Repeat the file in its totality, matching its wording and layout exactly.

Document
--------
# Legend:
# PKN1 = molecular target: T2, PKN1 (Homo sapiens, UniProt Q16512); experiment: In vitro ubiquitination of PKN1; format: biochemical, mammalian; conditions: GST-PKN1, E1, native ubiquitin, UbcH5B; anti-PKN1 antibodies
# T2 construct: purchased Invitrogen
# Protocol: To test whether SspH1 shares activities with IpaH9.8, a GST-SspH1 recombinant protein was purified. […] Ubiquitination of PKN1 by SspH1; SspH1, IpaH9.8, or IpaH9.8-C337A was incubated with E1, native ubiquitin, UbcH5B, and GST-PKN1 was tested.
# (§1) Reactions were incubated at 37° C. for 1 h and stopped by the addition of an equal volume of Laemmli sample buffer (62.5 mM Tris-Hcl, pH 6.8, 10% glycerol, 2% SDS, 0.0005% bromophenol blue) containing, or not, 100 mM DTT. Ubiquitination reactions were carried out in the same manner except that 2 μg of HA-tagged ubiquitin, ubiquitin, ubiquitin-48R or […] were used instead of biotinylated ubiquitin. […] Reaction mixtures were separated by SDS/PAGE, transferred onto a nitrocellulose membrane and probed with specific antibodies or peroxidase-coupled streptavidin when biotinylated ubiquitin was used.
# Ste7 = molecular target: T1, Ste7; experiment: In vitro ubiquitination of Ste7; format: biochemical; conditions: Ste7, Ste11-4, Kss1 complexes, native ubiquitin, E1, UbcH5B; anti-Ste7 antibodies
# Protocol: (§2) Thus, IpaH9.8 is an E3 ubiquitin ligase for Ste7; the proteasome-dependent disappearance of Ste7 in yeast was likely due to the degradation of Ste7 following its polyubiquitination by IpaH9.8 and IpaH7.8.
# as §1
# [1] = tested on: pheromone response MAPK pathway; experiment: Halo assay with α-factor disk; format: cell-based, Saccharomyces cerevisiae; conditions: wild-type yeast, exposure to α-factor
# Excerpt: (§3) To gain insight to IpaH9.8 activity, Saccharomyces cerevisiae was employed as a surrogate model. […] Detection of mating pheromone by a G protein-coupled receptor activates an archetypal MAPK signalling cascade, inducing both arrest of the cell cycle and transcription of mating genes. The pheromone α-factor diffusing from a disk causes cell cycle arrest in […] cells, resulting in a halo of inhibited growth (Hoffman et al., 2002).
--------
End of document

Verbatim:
# Legend:
# PKN1 = molecular target: T2, PKN1 (Homo sapiens, UniProt Q16512); experiment: In vitro ubiquitination of PKN1; format: biochemical, mammalian; conditions: GST-PKN1, E1, native ubiquitin, UbcH5B; anti-PKN1 antibodies
# T2 construct: purchased Invitrogen
# Protocol: To test whether SspH1 shares activities with IpaH9.8, a GST-SspH1 recombinant protein was purified. […] Ubiquitination of PKN1 by SspH1; SspH1, IpaH9.8, or IpaH9.8-C337A was incubated with E1, native ubiquitin, UbcH5B, and GST-PKN1 was tested.
# (§1) Reactions were incubated at 37° C. for 1 h and stopped by the addition of an equal volume of Laemmli sample buffer (62.5 mM Tris-Hcl, pH 6.8, 10% glycerol, 2% SDS, 0.0005% bromophenol blue) containing, or not, 100 mM DTT. Ubiquitination reactions were carried out in the same manner except that 2 μg of HA-tagged ubiquitin, ubiquitin, ubiquitin-48R or […] were used instead of biotinylated ubiquitin. […] Reaction mixtures were separated by SDS/PAGE, transferred onto a nitrocellulose membrane and probed with specific antibodies or peroxidase-coupled streptavidin when biotinylated ubiquitin was used.
# Ste7 = molecular target: T1, Ste7; experiment: In vitro ubiquitination of Ste7; format: biochemical; conditions: Ste7, Ste11-4, Kss1 complexes, native ubiquitin, E1, UbcH5B; anti-Ste7 antibodies
# Protocol: (§2) Thus, IpaH9.8 is an E3 ubiquitin ligase for Ste7; the proteasome-dependent disappearance of Ste7 in yeast was likely due to the degradation of Ste7 following its polyubiquitination by IpaH9.8 and IpaH7.8.
# as §1
# [1] = tested on: pheromone response MAPK pathway; experiment: Halo assay with α-factor disk; format: cell-based, Saccharomyces cerevisiae; conditions: wild-type yeast, exposure to α-factor
# Excerpt: (§3) To gain insight to IpaH9.8 activity, Saccharomyces cerevisiae was employed as a surrogate model. […] Detection of mating pheromone by a G protein-coupled receptor activates an archetypal MAPK signalling cascade, inducing both arrest of the cell cycle and transcription of mating genes. The pheromone α-factor diffusing from a disk causes cell cycle arrest in […] cells, resulting in a halo of inhibited growth (Hoffman et al., 2002).